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Spoof letter from the Smithsonian
"The story behind the letter below is that there is a guy in
Newport, Vermont named Scott Williams who digs things out of his back
yard and sends the stuff he finds to the Smithsonian Institute,
labeling them with scientific names, insisting that they are actual
archaeological finds. Anyway...here's the (alleged) response from the Smithsonian Institution. True or otherwise, bear this in mind next time you think you are challenged in your duty to respond to a difficult situation in writing."

Smithsonian Institute
207 Pennsylvania Avenue
Washington, DC 20078

Dear Mr. Williams:
Thank you for your latest submission to the Institute, labeled
"93211-D, layer seven, next to the clothesline post...Hominid skull."
We have given this specimen a careful and detailed examination, and
regret to inform you that we disagree with your theory that it
represents conclusive proof of the presence of Early Man in
County two million years ago. Rather, it appears that what you have
found is the head of a Barbie doll, of the variety that one of our
staff, who has small children, believes to be "Malibu Barbie." It is
evident that you have given a great deal of thought to the analysis of
this specimen, and you may be quite certain that those of us who are
familiar with your prior work in the field were loathe to come to
contradiction with your findings. However, we do feel that there are a
number of physical attributes of the specimen which might have tipped
you off to its modern origin:
1. The material is molded plastic. Ancient hominid remains are
typically fossilized bone.
2. The cranial capacity of the specimen is approximately 9 cubic
centimeters, well below the threshold of even the earliest identified
3. The dentition pattern evident on the skull is more consistent
with the common domesticated dog than it is with the ravenous
man-eating Pliocene clams you speculate roamed the wetlands during
that time.

This latter finding is certainly one of the most intriguing
hypotheses you have submitted in your history with this institution,
but the evidence seems to weigh rather heavily against it. Without
going into too much detail, let us say that:
A. The specimen looks like the head of a Barbie doll that a dog has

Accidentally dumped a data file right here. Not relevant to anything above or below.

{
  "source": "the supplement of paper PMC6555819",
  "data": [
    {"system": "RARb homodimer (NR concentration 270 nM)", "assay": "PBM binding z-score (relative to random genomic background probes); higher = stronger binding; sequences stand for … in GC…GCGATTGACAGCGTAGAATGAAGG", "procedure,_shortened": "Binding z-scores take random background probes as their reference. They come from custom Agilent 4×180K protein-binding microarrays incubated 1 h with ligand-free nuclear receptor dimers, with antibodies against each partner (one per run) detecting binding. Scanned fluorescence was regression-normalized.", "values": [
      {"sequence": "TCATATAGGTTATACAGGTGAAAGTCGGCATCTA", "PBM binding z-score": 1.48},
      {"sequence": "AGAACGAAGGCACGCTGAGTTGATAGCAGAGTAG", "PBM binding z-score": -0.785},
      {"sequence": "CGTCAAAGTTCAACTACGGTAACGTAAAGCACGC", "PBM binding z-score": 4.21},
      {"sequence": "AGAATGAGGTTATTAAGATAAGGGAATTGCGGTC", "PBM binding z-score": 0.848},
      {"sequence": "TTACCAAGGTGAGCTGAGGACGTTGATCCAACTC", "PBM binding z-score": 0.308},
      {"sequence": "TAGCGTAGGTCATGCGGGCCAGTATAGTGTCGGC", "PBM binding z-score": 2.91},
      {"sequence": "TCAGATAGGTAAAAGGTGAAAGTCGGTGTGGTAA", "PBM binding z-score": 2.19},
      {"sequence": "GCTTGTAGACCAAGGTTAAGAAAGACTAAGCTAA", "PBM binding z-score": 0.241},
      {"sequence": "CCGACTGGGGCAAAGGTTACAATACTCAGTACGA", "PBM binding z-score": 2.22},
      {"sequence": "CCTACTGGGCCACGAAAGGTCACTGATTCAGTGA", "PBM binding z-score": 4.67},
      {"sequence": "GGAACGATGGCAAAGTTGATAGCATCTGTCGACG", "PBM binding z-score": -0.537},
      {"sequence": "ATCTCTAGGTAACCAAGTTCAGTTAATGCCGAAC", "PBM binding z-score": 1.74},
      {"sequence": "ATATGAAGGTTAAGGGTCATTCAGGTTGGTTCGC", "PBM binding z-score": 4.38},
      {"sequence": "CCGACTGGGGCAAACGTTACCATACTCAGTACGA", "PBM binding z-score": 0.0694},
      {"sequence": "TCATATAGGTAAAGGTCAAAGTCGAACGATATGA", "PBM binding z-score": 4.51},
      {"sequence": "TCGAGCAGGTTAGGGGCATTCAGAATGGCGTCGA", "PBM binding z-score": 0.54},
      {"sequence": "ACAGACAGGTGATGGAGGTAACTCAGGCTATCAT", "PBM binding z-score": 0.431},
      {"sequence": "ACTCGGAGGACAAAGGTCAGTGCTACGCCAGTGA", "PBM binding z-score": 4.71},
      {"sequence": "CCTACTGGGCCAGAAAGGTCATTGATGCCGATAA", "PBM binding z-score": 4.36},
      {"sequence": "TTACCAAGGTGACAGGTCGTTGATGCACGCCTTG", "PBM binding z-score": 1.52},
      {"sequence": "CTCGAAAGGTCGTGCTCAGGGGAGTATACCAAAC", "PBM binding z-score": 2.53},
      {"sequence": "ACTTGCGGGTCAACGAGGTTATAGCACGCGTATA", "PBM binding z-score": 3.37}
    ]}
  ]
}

chewed on.
B. Clams don't have teeth.
It is with feelings tinged with melancholy that we must deny your
request to have the specimen carbon-dated. This is partially due to
the heavy load our lab must bear in its normal operation, and partly
due to carbon dating's notorious inaccuracy in fossils of recent
geologic record. To the best of our knowledge, no Barbie dolls were
produced prior to 1956 AD, and carbon dating is likely to produce
wildly inaccurate results.
Sadly, we must also deny your request that we approach the National
Science Foundation Phylogeny Department with the concept of assigning
your specimen the scientific name Australopithecus spiff-arino.
Speaking personally, I, for one, fought tenaciously for the
acceptance of your proposed taxonomy, but was ultimately voted down
because the species name you selected was hyphenated, and didn't
really sound like it might be Latin.
However, we gladly accept your generous donation of this
fascinating specimen to the museum. While it is undoubtedly not a
Hominid fossil, it is, nonetheless, yet another riveting example of
the great body of work you seem to accumulate here so effortlessly.
You should know that our Director has reserved a special shelf in his
own office for the display of the specimens you have previously
submitted to the Institution, and the entire staff speculates daily on
what you will happen upon next in your digs at the site you have
discovered in your Newport back yard. We eagerly anticipate your trip
to our nation's capital that you proposed in your last letter, and
several of us are pressing the Director to pay for it. We are
particularly interested in hearing you expand on your theories
surrounding the trans-positating fillifitation of ferrous ions in a
structural matrix that makes the excellent juvenile Tyrannosaurus rex
femur you recently discovered take on the deceptive appearance of a
rusty 9-mm Sears Craftsman automotive crescent wrench.

Yours in Science,
Harvey Rowe
Chief Curator- Antiquities

[This story is spoof]

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